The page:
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IDSA COMMENT

A Level-Playing Field that Isn’t: How India’s Defence Offset Procedures Could Discriminate against Indian Bidders

January 15, 2013

Indian industry stakeholders have long advocated the need for a level-playing field with foreign bidders in defence procurements. Important industry concerns in this regard include: customs duty differentials vis-à-vis excise and other taxes levied by States/Central Government that impact relative price competitiveness of Indian bidders; the relatively higher costs of technology acquisition by Indian bidders given the wide persistence of grants and cost-sharing R&D contracts among established players in other countries in the defence manufacturing sector; and many other tariff- and non-tariff-based commercial issues such as discriminatory export control regimes.

Overall, various important provisions of India’s Defence Procurement Procedure (DPP-2008 and its later updates) appear to be unconcerned with domestic manufacturing possibilities: a position that is vastly different from those adopted among developed countries. For instance, the Unites States’ Federal Acquisition Regulation requires government contracts to be mandatorily set aside for domestic industry participation if such set-aside decisions enhance the domestic industrial base. In contrast, India’s DPP does not contain any such mandate, and treats categorisation of procurement cases into Buy(Global) or Buy(Indian)cases as a mere procedural formality, with no sensitivity analysis requirements as to how different SQR and categorisation combinations could differentially impact participation of Indian manufacturers for the platform under acquisition while still yielding acceptable results.

One such obvious inequity that has existed since DPP-2008 was issued relates to indigenisation requirements imposed on Indian vendors, including their joint ventures, for being eligible for participation under “Buy(Global)” procurement cases, as compared to the relatively easier requirements levied on foreign bidders. For capital acquisition cases where the indicative value of procurement exceeds Rs. 300 crore, an offset obligation is imposed on foreign bidders under the DPP requiring them to make investments and/or product purchases where the value-addition requirement/ totals a minimum of 30 per cent of the value of the main procurement contract.1 It is unclear as to how this value-addition requirement can operate in the context of FDI by a foreign vendor into the equity of an Indian company, and it therefore appears that the maximum effective rate of value-addition requirement on foreign vendors is 30 per cent of the value of the main procurement contract.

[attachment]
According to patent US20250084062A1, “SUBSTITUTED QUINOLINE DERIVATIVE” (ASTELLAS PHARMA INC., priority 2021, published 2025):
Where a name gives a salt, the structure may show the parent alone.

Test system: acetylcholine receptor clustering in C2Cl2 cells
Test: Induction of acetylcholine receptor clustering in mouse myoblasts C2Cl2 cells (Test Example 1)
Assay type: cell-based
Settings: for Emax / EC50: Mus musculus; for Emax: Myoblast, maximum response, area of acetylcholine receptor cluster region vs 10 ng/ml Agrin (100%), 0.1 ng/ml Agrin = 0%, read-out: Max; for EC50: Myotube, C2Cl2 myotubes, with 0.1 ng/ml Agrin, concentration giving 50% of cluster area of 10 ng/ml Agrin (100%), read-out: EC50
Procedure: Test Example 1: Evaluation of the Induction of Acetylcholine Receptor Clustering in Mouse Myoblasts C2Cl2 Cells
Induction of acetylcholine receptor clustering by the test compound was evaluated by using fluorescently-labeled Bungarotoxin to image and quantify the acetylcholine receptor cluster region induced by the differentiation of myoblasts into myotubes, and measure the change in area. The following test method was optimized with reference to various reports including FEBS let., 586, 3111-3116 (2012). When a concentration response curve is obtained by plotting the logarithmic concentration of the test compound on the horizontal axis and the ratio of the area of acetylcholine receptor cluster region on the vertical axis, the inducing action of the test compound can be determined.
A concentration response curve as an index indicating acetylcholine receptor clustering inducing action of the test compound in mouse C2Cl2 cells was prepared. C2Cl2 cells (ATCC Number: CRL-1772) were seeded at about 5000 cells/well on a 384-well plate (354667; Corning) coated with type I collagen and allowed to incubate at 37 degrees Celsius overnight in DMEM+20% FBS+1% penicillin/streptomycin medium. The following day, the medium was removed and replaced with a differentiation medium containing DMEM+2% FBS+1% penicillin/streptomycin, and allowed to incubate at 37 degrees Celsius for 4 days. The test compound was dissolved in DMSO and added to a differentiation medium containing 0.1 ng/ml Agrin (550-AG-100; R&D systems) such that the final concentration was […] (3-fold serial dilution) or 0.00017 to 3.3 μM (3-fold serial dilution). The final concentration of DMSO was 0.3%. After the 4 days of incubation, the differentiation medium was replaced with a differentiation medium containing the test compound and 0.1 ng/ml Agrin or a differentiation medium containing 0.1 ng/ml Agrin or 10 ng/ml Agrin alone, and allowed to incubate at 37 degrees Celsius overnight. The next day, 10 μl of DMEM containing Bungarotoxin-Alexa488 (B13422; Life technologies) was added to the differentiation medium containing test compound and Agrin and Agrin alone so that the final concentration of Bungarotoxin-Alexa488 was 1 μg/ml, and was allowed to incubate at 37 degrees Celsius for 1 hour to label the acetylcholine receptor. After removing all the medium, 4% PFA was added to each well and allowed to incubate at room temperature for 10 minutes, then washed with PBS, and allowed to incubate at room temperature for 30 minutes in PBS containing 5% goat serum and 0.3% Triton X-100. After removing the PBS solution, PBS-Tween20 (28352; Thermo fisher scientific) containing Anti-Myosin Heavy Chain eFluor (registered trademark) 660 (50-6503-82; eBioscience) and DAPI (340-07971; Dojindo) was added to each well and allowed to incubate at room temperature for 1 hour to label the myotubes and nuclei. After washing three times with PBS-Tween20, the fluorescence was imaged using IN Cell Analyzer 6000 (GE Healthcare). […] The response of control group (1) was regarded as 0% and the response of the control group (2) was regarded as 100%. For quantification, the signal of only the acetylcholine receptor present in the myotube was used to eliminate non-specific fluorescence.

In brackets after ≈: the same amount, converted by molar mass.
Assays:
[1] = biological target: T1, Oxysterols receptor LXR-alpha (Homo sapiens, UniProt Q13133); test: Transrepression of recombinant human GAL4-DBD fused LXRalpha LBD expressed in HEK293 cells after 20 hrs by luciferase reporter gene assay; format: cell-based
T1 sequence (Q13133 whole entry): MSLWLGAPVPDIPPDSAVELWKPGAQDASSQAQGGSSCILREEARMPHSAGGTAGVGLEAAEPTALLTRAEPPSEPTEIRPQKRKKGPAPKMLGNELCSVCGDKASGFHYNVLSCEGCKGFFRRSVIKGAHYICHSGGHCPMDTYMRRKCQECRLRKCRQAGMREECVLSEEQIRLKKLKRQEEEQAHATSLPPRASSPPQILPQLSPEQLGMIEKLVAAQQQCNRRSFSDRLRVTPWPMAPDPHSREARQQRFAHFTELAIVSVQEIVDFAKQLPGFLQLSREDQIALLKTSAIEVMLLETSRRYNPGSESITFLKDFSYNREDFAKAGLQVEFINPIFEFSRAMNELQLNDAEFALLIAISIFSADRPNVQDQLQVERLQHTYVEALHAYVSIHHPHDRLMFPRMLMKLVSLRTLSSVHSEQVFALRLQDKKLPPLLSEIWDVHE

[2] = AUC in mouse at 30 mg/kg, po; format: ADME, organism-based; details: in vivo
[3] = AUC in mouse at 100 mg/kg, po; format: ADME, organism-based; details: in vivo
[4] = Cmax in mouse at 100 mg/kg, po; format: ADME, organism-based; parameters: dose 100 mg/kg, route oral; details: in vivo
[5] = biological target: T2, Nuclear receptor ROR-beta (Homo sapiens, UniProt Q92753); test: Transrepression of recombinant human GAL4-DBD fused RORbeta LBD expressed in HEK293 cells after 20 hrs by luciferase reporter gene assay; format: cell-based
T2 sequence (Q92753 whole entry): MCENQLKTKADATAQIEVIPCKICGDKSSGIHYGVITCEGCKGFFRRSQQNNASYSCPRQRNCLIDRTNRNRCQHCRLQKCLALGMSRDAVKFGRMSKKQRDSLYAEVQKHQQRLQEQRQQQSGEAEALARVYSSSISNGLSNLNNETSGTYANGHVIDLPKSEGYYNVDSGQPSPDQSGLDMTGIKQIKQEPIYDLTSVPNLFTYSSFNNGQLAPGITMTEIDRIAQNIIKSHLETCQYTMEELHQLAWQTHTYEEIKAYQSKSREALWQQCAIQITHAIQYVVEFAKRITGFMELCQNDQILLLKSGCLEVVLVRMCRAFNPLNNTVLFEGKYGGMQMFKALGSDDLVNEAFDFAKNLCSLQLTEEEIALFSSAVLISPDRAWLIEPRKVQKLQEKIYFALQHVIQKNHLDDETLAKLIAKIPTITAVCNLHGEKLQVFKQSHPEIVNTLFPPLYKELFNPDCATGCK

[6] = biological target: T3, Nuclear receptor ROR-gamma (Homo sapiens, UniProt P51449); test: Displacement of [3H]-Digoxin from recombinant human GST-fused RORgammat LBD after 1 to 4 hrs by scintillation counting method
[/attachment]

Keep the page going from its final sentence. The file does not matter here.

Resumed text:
In addition, this offset obligation on foreign vendors is indirect, i.e., the value-addition need not necessarily be related to parts, components and sub-assemblies of the weapon platform under acquisition, but can be discharged in completely unrelated areas such as electronics and ground support equipment for some other category(ies) of defence/civil aerospace/internal security equipment or related services. This discharge of a vendor’s offset obligations can be staggered over the entire duration of the main procurement contract, since the offset contract is coterminous with the main contract,2 and the year-wise staggering is left to the complete discretion of the foreign vendor without any mandatory requirements of proportional discharge over the duration of the offset contract in sync with deliveries under the main contract.

In contrast, the defence offset provisions impose rather onerous indigenisation requirements on Indian bidders participating under Buy(Global) procurements, who are required to ensure 50 per cent indigenisation in respect of the weapon system/platform under acquisition:3 essentially a 50 per cent direct offset obligation, compared to the 30 per cent indirect offset obligations imposed on foreign vendors. The period within which this 50 per cent indigenisation level must be achieved by Indian vendors is not specified under DPP-2008, but analysts and practitioners believe that this indigenisation is required to be achieved at the time of Field Evaluation Trials (FETs)—virtually an impossible task given that productionisation would not have started at the time of FETs and takes place only much later.

Effectively, it appears that the Indian vendor is expected to achieve these high levels of indigenisation when a procurement contract has not even been signed with the Acquisition Wing, i.e., when there is absolutely no surety of orders being placed on the Indian vendor in the first instance. In contrast, as stated earlier, a foreign bidder’s offset obligations kick-in only upon award of the main procurement contract, that too, in a manner that is left at the absolute discretion of the foreign vendor on how the obligations are to be stagger red over the entire duration of the offset contract.